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PERSPECTIVES and ribosomal RNA (rRNA) before and after a chemical induction of neuron plasticity. The authors observed a transient increase in mRNA and rRNA in dendrites upon neuron activation. This increase was mimicked by treatment with a protease and was not prevented by a transcription blocker, which suggests that the increase resulted from unmasking of RNA from RNA binding proteins, or disassembly of granules upon neuron activation, not from mRNA that was newly transcribed in the soma and then transported to dendrites. The unmasking event correlated with an increase in local β-actin synthesis; this suggests that the mRNA is in a latent protected state in the granule, which becomes unmasked for translation when the neuron undergoes plasticity. Such a mechanism may localize the expression of β-actin in dendrites and axons to promote cytoskeletal remodeling during synaptic plasticity or axon navigation.
To what extent do the properties described by Park et al. and Buxbaum et al. apply to all localized mRNAs? There has been much discussion as to how many mRNAs are actually packaged in granules (12). Park et al. and Buxbaum et al. make it clear that the number of mRNAs can also change over time and in space. What function do the other constituents of the mRNA-protein complex serve if the mRNA leaves the particle? Is the granule just a storehouse equipped for translational repression, or does it have other functions? The two studies suggest that there must be elements sensitive to signaling that allow the release of an mRNA from the granule. It was recently shown that mRNAs are repressed at the elongation step of translation in the granule, waiting to be reactivated for translation, contrary to the current assumption that they are repressed at the initiation step (13). Future studies should elucidate the number of times a single mRNA molecule can be translated.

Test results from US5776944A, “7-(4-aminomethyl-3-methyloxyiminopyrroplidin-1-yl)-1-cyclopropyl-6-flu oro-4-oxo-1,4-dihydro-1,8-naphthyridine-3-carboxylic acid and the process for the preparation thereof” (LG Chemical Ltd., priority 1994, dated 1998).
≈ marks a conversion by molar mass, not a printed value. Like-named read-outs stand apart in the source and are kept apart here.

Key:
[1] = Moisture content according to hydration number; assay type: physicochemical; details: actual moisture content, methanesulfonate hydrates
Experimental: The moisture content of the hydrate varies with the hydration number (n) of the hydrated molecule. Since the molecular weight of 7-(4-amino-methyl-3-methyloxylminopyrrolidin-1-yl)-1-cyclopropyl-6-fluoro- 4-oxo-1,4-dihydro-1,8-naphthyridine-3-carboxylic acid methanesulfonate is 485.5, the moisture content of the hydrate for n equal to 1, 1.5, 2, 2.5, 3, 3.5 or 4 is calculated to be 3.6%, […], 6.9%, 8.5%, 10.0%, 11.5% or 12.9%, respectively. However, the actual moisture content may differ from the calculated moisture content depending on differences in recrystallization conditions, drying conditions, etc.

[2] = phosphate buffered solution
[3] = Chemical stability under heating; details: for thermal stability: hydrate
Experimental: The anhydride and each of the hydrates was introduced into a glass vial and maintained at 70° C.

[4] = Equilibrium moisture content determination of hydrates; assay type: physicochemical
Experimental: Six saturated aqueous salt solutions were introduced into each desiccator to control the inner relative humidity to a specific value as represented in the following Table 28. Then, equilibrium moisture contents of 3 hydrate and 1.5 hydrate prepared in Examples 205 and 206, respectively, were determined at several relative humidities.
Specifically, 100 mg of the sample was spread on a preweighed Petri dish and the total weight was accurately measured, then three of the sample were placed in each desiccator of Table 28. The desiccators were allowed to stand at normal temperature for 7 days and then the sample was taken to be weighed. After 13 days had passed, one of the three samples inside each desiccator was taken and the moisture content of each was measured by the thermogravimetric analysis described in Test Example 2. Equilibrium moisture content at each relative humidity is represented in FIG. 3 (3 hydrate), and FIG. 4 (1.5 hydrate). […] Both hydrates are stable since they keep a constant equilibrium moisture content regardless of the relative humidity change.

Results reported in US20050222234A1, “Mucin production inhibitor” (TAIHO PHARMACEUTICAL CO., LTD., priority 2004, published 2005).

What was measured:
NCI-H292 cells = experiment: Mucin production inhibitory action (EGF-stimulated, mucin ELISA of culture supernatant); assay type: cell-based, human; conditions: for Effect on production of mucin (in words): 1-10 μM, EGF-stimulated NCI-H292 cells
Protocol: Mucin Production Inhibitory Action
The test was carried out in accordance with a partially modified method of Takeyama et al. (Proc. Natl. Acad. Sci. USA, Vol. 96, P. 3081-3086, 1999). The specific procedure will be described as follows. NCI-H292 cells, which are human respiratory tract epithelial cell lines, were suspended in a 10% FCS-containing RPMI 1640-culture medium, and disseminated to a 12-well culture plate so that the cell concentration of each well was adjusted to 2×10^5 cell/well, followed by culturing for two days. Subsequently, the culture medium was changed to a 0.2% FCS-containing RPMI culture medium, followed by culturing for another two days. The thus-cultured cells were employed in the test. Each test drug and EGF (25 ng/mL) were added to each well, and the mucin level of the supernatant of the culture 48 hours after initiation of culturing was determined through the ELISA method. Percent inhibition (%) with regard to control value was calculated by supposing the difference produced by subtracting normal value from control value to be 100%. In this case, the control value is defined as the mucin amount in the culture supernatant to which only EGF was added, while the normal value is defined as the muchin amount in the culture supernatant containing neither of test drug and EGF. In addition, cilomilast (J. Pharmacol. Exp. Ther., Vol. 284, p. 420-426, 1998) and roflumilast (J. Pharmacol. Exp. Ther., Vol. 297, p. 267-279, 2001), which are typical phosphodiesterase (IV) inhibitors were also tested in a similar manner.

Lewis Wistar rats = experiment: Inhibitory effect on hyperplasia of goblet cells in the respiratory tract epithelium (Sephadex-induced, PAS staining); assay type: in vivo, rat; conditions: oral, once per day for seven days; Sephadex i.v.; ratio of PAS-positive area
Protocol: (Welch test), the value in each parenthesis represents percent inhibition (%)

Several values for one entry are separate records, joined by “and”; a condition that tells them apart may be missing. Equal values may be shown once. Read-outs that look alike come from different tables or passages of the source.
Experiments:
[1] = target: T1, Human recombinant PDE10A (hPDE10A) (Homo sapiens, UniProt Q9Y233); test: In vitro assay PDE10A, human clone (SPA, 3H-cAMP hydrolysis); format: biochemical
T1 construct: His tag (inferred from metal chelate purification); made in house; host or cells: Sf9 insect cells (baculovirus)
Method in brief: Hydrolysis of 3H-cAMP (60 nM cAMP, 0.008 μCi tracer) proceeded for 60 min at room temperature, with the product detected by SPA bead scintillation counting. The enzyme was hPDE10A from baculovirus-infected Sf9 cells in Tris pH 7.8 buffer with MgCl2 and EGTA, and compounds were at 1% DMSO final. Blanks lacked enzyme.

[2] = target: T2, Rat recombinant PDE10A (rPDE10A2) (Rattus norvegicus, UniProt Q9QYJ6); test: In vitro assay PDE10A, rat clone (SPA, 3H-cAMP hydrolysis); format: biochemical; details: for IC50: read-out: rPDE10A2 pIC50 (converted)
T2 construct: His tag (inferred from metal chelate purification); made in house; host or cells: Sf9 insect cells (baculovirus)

Labeling techniques may also exert an influence on the speed, dynamics, and packing in an RNA granule. Anticipated improvements in labeling techniques, with brighter and smaller dyes, may refine our views. References 1. C. E. Holt, E. M. Schuman, Neuron 80, 648 (2013). 2. M. A. Kiebler, G. J. Bassell, Neuron 51, 685 (2006). 3. M. G. Thomas, M. Loschi, M. A. Desbats, G. L. Boccaccio, Cell. Signal. 23, 324 (2011). 4. H. Y. Park et al., Science 343, 422 (2014). 5. A. R. Buxbaum et al., Science 343, 419 (2014). 6. I. J. Cajigas et al., Neuron 74, 453 (2012). 7. G. S. Wilkie, I. Davis, Cell 105, 209 (2001). 8. E. Bertrand et al., Mol. Cell 2, 437 (1998). 9. T. T. Weil, R. M. Parton, I. Davis, Trends Cell Biol. 20, 380 (2010). 10. D. Fusco et al., Curr. Biol. 13, 161 (2003). 11. F. Tübing et al., J. Neurosci. 30, 4160 (2010). 12. M. Batish, P. van den Bogaard, F. R. Kramer, S. Tyagi, Proc. Natl. Acad. Sci. U.S.A. 109, 4645 (2012). 13. T. E. Graber et al., Proc. Natl. Acad. Sci. U.S.A. 110, 16205 (2013). 10.1126/science.1249623